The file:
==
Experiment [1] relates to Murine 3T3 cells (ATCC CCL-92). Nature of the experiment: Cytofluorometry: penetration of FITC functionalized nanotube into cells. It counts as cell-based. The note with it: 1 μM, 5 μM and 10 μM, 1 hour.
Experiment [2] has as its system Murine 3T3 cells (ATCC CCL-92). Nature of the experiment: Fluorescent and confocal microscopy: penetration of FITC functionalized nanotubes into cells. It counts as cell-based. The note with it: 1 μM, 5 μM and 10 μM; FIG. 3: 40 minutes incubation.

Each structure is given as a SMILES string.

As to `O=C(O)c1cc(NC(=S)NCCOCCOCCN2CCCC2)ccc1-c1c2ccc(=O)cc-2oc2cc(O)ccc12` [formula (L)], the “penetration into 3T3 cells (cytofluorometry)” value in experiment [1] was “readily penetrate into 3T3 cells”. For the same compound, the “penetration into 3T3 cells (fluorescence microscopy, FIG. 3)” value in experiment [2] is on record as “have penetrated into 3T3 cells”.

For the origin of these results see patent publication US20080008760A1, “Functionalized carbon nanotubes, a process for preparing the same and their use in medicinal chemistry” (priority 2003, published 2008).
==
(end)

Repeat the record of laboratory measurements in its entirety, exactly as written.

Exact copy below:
Experiment [1] relates to Murine 3T3 cells (ATCC CCL-92). Nature of the experiment: Cytofluorometry: penetration of FITC functionalized nanotube into cells. It counts as cell-based. The note with it: 1 μM, 5 μM and 10 μM, 1 hour.
Experiment [2] has as its system Murine 3T3 cells (ATCC CCL-92). Nature of the experiment: Fluorescent and confocal microscopy: penetration of FITC functionalized nanotubes into cells. It counts as cell-based. The note with it: 1 μM, 5 μM and 10 μM; FIG. 3: 40 minutes incubation.

Each structure is given as a SMILES string.

As to `O=C(O)c1cc(NC(=S)NCCOCCOCCN2CCCC2)ccc1-c1c2ccc(=O)cc-2oc2cc(O)ccc12` [formula (L)], the “penetration into 3T3 cells (cytofluorometry)” value in experiment [1] was “readily penetrate into 3T3 cells”. For the same compound, the “penetration into 3T3 cells (fluorescence microscopy, FIG. 3)” value in experiment [2] is on record as “have penetrated into 3T3 cells”.

For the origin of these results see patent publication US20080008760A1, “Functionalized carbon nanotubes, a process for preparing the same and their use in medicinal chemistry” (priority 2003, published 2008).